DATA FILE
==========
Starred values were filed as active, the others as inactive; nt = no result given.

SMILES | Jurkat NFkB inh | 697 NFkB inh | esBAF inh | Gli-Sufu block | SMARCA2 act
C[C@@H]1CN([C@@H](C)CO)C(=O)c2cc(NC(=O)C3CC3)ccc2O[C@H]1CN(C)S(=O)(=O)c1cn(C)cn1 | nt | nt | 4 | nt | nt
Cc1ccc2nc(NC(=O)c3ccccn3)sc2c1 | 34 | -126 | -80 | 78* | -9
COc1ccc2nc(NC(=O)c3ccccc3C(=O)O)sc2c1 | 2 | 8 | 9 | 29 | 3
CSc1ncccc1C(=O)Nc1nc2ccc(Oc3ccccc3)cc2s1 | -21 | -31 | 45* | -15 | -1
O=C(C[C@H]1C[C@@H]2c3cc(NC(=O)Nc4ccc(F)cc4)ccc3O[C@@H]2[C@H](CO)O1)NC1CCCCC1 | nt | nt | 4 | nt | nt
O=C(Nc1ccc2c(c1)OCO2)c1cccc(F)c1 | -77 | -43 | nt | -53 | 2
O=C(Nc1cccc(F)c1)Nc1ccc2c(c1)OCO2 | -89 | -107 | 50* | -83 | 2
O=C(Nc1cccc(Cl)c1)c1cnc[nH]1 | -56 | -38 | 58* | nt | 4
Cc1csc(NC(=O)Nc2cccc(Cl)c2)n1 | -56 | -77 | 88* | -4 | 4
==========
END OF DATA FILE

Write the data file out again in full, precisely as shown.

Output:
Starred values were filed as active, the others as inactive; nt = no result given.

SMILES | Jurkat NFkB inh | 697 NFkB inh | esBAF inh | Gli-Sufu block | SMARCA2 act
C[C@@H]1CN([C@@H](C)CO)C(=O)c2cc(NC(=O)C3CC3)ccc2O[C@H]1CN(C)S(=O)(=O)c1cn(C)cn1 | nt | nt | 4 | nt | nt
Cc1ccc2nc(NC(=O)c3ccccn3)sc2c1 | 34 | -126 | -80 | 78* | -9
COc1ccc2nc(NC(=O)c3ccccc3C(=O)O)sc2c1 | 2 | 8 | 9 | 29 | 3
CSc1ncccc1C(=O)Nc1nc2ccc(Oc3ccccc3)cc2s1 | -21 | -31 | 45* | -15 | -1
O=C(C[C@H]1C[C@@H]2c3cc(NC(=O)Nc4ccc(F)cc4)ccc3O[C@@H]2[C@H](CO)O1)NC1CCCCC1 | nt | nt | 4 | nt | nt
O=C(Nc1ccc2c(c1)OCO2)c1cccc(F)c1 | -77 | -43 | nt | -53 | 2
O=C(Nc1cccc(F)c1)Nc1ccc2c(c1)OCO2 | -89 | -107 | 50* | -83 | 2
O=C(Nc1cccc(Cl)c1)c1cnc[nH]1 | -56 | -38 | 58* | nt | 4
Cc1csc(NC(=O)Nc2cccc(Cl)c2)n1 | -56 | -77 | 88* | -4 | 4